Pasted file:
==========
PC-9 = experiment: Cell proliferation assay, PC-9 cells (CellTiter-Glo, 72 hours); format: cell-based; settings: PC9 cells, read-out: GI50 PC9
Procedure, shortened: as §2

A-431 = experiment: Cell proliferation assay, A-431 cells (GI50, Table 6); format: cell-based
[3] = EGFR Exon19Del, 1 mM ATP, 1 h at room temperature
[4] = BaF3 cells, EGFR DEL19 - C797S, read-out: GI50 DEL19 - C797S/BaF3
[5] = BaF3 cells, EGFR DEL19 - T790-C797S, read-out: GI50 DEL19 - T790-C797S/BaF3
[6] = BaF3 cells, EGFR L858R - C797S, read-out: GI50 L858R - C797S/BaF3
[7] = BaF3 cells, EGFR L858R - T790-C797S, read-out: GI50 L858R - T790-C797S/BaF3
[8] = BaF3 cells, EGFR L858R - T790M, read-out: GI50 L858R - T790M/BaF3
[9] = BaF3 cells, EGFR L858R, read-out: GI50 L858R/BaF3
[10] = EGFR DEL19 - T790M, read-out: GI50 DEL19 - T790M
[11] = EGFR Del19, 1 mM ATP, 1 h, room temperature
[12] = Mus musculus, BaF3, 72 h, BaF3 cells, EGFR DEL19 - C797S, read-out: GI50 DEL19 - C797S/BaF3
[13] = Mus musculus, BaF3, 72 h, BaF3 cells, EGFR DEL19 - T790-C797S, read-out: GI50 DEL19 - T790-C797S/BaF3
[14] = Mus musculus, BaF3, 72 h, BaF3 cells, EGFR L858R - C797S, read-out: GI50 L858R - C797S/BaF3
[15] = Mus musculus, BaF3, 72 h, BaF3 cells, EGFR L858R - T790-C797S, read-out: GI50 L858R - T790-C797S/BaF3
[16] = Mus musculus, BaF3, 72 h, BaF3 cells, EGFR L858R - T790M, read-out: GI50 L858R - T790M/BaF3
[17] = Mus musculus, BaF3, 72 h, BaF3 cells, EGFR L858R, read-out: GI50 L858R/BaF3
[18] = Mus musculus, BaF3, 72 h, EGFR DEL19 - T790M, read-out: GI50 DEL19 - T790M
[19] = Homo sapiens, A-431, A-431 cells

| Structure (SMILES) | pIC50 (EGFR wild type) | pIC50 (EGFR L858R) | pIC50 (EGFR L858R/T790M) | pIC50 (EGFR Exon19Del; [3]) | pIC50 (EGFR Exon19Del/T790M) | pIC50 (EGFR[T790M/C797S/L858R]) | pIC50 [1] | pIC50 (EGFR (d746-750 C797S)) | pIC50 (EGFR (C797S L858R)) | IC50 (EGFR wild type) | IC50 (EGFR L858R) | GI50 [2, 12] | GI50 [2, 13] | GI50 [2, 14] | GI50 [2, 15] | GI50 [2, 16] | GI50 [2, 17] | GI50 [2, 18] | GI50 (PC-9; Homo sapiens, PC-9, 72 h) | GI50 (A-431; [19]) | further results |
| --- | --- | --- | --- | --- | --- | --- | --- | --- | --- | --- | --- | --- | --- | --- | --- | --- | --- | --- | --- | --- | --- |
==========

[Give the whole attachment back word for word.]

PC-9 = experiment: Cell proliferation assay, PC-9 cells (CellTiter-Glo, 72 hours); format: cell-based; settings: PC9 cells, read-out: GI50 PC9
Procedure, shortened: as §2

A-431 = experiment: Cell proliferation assay, A-431 cells (GI50, Table 6); format: cell-based
[3] = EGFR Exon19Del, 1 mM ATP, 1 h at room temperature
[4] = BaF3 cells, EGFR DEL19 - C797S, read-out: GI50 DEL19 - C797S/BaF3
[5] = BaF3 cells, EGFR DEL19 - T790-C797S, read-out: GI50 DEL19 - T790-C797S/BaF3
[6] = BaF3 cells, EGFR L858R - C797S, read-out: GI50 L858R - C797S/BaF3
[7] = BaF3 cells, EGFR L858R - T790-C797S, read-out: GI50 L858R - T790-C797S/BaF3
[8] = BaF3 cells, EGFR L858R - T790M, read-out: GI50 L858R - T790M/BaF3
[9] = BaF3 cells, EGFR L858R, read-out: GI50 L858R/BaF3
[10] = EGFR DEL19 - T790M, read-out: GI50 DEL19 - T790M
[11] = EGFR Del19, 1 mM ATP, 1 h, room temperature
[12] = Mus musculus, BaF3, 72 h, BaF3 cells, EGFR DEL19 - C797S, read-out: GI50 DEL19 - C797S/BaF3
[13] = Mus musculus, BaF3, 72 h, BaF3 cells, EGFR DEL19 - T790-C797S, read-out: GI50 DEL19 - T790-C797S/BaF3
[14] = Mus musculus, BaF3, 72 h, BaF3 cells, EGFR L858R - C797S, read-out: GI50 L858R - C797S/BaF3
[15] = Mus musculus, BaF3, 72 h, BaF3 cells, EGFR L858R - T790-C797S, read-out: GI50 L858R - T790-C797S/BaF3
[16] = Mus musculus, BaF3, 72 h, BaF3 cells, EGFR L858R - T790M, read-out: GI50 L858R - T790M/BaF3
[17] = Mus musculus, BaF3, 72 h, BaF3 cells, EGFR L858R, read-out: GI50 L858R/BaF3
[18] = Mus musculus, BaF3, 72 h, EGFR DEL19 - T790M, read-out: GI50 DEL19 - T790M
[19] = Homo sapiens, A-431, A-431 cells

| Structure (SMILES) | pIC50 (EGFR wild type) | pIC50 (EGFR L858R) | pIC50 (EGFR L858R/T790M) | pIC50 (EGFR Exon19Del; [3]) | pIC50 (EGFR Exon19Del/T790M) | pIC50 (EGFR[T790M/C797S/L858R]) | pIC50 [1] | pIC50 (EGFR (d746-750 C797S)) | pIC50 (EGFR (C797S L858R)) | IC50 (EGFR wild type) | IC50 (EGFR L858R) | GI50 [2, 12] | GI50 [2, 13] | GI50 [2, 14] | GI50 [2, 15] | GI50 [2, 16] | GI50 [2, 17] | GI50 [2, 18] | GI50 (PC-9; Homo sapiens, PC-9, 72 h) | GI50 (A-431; [19]) | further results |
| --- | --- | --- | --- | --- | --- | --- | --- | --- | --- | --- | --- | --- | --- | --- | --- | --- | --- | --- | --- | --- | --- |